The Paleo Diet ~ a term coined after the first edition of The Paleo Diet, written by Loren Cordain, PhD, was published ~ is a diet based on what our Hunter-Gatherer paleolithic ancestors would have eaten prior to the Agricultural Revolution. According to Cordain, and others, human health began to decline with the advent of agriculture, and the consumption of whole grains and beans.
As mentioned here, whole grains and beans contain lectins, and phytic acids which humans may not yet be evolutionarily adapted to eating. They can inhibit the absorption of certain minerals, leading to nutritional deficiencies.
According to the authors of The Complete Idiot's Guide to Eating Paleo,
"In their raw form, grains and legumes are toxic, and people figured that out very earl on. Even when they're cooked, seeds and grains contain gluten and anti nutrients, like certain lectins, phytic acid, and enzyme inhibitors, which are detrimental to our health. Anti nutrients interfere with the absorption of nutrients, and gluten can cause intestinal damage and immune problems. There's research that links lectins and gluten with autoimmune disorders, immune responses to foods, neurological disorders, skin problems, and major intestinal disease. There are hundreds of symptoms and illnesses that may have their roots in grain and legume intolerance."
Macrobiotic diets typically center around meals of whole grains and vegetables, however a macrobiotic diet is not a vegan diet, nor does it have to be a grain-based diet.
'Macro' means 'great' or 'big' and 'biotic' means 'life' therefore Macrobiotic means big or great life.
The ancestral diet for those of European descent, including many other cultures featured fish or animal flesh foods, fruits, roots, fungi, nuts, greens, vegetables, sea vegetables and various underground tubers.
Grains and whole grain, traditionally fermented breads are more recent additions to many European diets, relatively speaking.
Don and I followed a grain and bean-based macrobiotic diet for close to five years, interspersed with more fruit and vegetable variations of a produce-rich, plant-based diet, and experienced several health improvements initially, however, as time wore on, our energy, vitality, and moods wore out.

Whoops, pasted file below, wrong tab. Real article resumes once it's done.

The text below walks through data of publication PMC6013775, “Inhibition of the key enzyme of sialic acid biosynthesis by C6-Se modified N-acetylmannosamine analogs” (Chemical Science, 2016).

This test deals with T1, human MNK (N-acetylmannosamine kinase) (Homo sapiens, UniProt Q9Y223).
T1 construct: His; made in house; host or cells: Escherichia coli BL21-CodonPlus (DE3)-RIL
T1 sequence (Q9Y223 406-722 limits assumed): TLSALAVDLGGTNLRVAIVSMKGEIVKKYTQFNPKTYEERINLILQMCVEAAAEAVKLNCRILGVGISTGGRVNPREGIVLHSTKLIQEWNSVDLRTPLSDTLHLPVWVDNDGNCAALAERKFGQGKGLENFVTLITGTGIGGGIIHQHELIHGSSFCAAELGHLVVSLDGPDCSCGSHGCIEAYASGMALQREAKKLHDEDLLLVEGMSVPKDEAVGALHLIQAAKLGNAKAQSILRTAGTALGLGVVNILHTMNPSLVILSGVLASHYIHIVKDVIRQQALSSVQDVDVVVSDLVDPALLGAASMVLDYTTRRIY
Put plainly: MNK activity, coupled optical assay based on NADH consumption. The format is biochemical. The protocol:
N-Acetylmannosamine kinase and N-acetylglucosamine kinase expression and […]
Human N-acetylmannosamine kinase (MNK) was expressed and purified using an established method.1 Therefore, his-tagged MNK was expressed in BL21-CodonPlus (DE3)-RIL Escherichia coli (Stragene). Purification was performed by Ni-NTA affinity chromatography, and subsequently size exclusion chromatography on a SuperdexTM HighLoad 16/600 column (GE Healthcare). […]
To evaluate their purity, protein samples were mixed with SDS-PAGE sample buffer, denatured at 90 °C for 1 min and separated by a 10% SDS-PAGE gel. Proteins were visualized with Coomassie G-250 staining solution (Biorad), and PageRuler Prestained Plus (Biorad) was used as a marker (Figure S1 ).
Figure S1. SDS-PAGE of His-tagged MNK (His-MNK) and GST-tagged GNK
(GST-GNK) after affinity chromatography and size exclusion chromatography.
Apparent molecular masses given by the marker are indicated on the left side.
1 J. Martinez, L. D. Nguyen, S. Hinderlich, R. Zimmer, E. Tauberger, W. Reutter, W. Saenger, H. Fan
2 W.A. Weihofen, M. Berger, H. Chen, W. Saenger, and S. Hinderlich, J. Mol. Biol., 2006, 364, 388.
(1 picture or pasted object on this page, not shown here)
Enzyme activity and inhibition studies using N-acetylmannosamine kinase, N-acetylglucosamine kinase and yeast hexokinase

How people craft their paleo diet can be quite varied. Some focus heavily on animal proteins and/or fats, while others consume ample fresh fruits and vegetables.
Macrobiotic diets differ from paleo diets in many ways, primarily in the most widely accepted principal or staple foods. However, I would argue that the principal foods of any person's diet need to be those which best support that person's health.
While all grains ~ whole or refined ~ are on my foods to greatly minimize list, traditional preparation methods can improve your ability to appropriately digest grains.
For example, according to the blog post, Top Ten Reasons to Eat Sourdough Bread, found on Cookus-Interuptus, traditionally fermented sourdough breads contain higher amounts of lactobacillus, the healthy form of bacteria that resides in the gut. Higher amounts of lactobacillus leads to greater production of lactic acid. This diminishes the effect of phytic acids, and therefore increases the availability of key minerals in the grain, including magnesium, zinc, and Vitamin K.
Soaked and sprouted grains have also been tested to have higher nutrient availability compared to grains cooked without soaking or sprouting. That said, many paleo diets, and our own Meats & Sweets dietary approach, inspired by the extensive volume of work researched and written by Ray Peat exclude grains, beans, and starches in general to achieve better digestive health, metabolism, thyroid functioning, and overall health.
While a paleo diet may differ from a typical macrobiotic diet, there is also much they have in common, including the following: